Gadadhara, Gadādhara, Gada-dhara: 10 definitions

Introduction

Gadadhara means something in Hinduism, Sanskrit, Marathi. If you want to know the exact meaning, history, etymology or English translation of this term then check out the descriptions on this page. Add your comment or reference to a book if you want to contribute to this summary article.

In Hinduism

Purana and Itihasa (epic history)

[«previous (G) next»] — Gadadhara in Purana glossary
Source: archive.org: Puranic Encyclopedia

Gadādhara (गदाधर).—A synonym of Mahāviṣṇu.

There is a place called Gayā to the north of Mount Kālañjara to the south of Himālayas, to the east of Kuśasthalī and to the west of Vasupura. Once a king called Gaya conducted at Gayā an Aśvamedha, a Naramedha (yajña at which man is offered as sacrifice) and a Mahāmedha and Mahāviṣṇu acted as gate-keeper of Gaya. As Viṣṇu stood guard there holding the gadā (club) in his hands he came to be known as Gadādhara also thenceforth. (Vāmana Purāṇa, Chapter 76).

Source: Cologne Digital Sanskrit Dictionaries: The Purana Index

Gadādhara (गदाधर).—Viṣṇu as; the first narrator of the Matsya Purāṇa; in the Tārakāmaya war;1 boon to Dharmavrata after she became a stone.2

  • 1) Matsya-purāṇa 1. 10: 176. 30: 178. 23 and 46 Vāyu-purāṇa 106. 55.
  • 2) Vāyu-purāṇa 60. 77: 107. 47: 108. 52: 109. 12, 20.
Purana book cover
context information

The Purana (पुराण, purāṇas) refers to Sanskrit literature preserving ancient India’s vast cultural history, including historical legends, religious ceremonies, various arts and sciences. The eighteen mahapuranas total over 400,000 shlokas (metrical couplets) and date to at least several centuries BCE.

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Shilpashastra (iconography)

Source: archive.org: Pratima Kosa Encyclopedia of Indian Iconography - Vol 6

Gadādhara (गदाधर) refers to one of the many varieties of the Śālagrāma (ammonite fossil stones).—The Gadādhara is not bright and has only one cakra. Śālagrāma stones are very ancient geological specimens, rendered rounded and smooth by water-currents in a great length of time. They (eg., Gadādhara stones) are distinguished by the ammonite (śālā, described as “vajra-kīṭa”, “adamantine worms”) which having entered into them for residence, are fossilized in course of time, leaving discus-like marks inside the stone.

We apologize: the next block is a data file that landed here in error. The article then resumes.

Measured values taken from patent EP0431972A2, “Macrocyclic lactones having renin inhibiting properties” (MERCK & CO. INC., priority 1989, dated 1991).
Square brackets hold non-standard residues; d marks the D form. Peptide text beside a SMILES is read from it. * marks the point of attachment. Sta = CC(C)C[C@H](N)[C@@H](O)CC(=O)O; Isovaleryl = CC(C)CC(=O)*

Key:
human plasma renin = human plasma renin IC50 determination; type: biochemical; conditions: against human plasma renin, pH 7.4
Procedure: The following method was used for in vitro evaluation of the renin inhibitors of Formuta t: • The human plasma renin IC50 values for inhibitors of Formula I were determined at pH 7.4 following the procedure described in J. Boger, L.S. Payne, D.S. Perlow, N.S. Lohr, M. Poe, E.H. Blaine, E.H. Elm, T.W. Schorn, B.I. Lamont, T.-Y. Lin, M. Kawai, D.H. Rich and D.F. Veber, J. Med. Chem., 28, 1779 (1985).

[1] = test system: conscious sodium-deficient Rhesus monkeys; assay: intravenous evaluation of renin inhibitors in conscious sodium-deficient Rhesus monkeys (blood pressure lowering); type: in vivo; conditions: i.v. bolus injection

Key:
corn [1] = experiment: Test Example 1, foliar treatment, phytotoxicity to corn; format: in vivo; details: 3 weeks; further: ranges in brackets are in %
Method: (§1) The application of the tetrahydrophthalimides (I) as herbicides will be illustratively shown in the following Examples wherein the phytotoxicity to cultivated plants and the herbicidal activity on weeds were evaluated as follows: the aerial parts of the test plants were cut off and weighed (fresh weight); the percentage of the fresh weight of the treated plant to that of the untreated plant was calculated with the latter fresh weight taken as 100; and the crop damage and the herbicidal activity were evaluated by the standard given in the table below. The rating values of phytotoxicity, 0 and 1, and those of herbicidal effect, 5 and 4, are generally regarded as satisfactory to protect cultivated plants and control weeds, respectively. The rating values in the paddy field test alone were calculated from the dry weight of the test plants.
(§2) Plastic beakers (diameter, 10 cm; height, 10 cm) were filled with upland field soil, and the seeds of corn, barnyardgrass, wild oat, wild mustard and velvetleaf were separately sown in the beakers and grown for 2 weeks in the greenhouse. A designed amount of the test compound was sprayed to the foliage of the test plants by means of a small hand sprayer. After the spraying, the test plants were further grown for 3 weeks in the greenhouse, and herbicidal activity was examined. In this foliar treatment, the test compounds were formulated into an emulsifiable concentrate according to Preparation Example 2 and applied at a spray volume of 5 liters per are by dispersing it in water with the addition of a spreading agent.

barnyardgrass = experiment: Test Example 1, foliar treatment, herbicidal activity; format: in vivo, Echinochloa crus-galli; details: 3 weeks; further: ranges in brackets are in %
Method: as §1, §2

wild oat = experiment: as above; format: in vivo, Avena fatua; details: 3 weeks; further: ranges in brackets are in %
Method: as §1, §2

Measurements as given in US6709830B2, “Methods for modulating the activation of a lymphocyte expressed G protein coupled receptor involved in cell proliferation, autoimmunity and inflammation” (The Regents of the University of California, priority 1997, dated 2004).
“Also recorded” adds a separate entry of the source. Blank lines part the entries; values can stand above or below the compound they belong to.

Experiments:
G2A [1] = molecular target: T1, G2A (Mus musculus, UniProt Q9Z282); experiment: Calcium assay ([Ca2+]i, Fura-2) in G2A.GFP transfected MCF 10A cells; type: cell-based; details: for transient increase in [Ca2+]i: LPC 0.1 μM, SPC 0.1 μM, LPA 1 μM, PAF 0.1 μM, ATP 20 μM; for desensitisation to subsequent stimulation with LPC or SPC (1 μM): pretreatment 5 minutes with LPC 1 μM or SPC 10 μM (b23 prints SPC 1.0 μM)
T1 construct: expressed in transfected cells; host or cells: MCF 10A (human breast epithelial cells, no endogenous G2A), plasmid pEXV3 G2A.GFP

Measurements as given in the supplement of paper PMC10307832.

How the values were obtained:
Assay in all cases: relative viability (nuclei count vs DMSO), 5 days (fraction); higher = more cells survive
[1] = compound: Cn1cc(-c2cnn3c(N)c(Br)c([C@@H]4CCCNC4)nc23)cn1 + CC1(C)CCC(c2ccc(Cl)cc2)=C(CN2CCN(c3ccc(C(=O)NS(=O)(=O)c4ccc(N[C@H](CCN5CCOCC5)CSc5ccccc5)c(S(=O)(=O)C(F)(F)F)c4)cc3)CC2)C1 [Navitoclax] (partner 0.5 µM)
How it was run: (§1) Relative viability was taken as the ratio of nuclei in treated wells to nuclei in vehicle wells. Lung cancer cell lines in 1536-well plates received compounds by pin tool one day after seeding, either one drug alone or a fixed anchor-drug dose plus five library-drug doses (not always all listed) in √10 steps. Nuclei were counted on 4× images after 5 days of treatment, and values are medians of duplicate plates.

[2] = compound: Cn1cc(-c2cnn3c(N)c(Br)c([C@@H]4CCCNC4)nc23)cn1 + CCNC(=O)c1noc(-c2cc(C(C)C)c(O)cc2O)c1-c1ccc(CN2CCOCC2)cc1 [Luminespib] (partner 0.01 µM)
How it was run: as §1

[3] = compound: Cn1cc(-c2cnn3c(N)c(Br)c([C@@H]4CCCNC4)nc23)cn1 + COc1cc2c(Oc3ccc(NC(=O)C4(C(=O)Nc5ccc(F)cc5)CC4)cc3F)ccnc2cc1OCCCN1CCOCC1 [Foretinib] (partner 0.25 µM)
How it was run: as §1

Shilpashastra book cover
context information

Shilpashastra (शिल्पशास्त्र, śilpaśāstra) represents the ancient Indian science (shastra) of creative arts (shilpa) such as sculpture, iconography and painting. Closely related to Vastushastra (architecture), they often share the same literature.

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Languages of India and abroad

Marathi-English dictionary

[«previous (G) next»] — Gadadhara in Marathi glossary
Source: DDSA: The Molesworth Marathi and English Dictionary

gadādhara (गदाधर).—m (S) A drinking vessel. It is like an ābakharā.

context information

Marathi is an Indo-European language having over 70 million native speakers people in (predominantly) Maharashtra India. Marathi, like many other Indo-Aryan languages, evolved from early forms of Prakrit, which itself is a subset of Sanskrit, one of the most ancient languages of the world.

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Sanskrit-English dictionary

[«previous (G) next»] — Gadadhara in Sanskrit glossary
Source: DDSA: The practical Sanskrit-English dictionary

Gadādhara (गदाधर).—an epithet of Viṣṇu; Bhāg.1.8.39.

Derivable forms: gadādharaḥ (गदाधरः).

Gadādhara is a Sanskrit compound consisting of the terms gadā and dhara (धर).

Source: Cologne Digital Sanskrit Dictionaries: Shabda-Sagara Sanskrit-English Dictionary

Gadādhara (गदाधर).—m.

(-raḥ) A name of Krishna. E. gadā E. club, and dhara who holds; Krishna or Vishnu is represented holding a mace in one of his hands.

Source: Cologne Digital Sanskrit Dictionaries: Cappeller Sanskrit-English Dictionary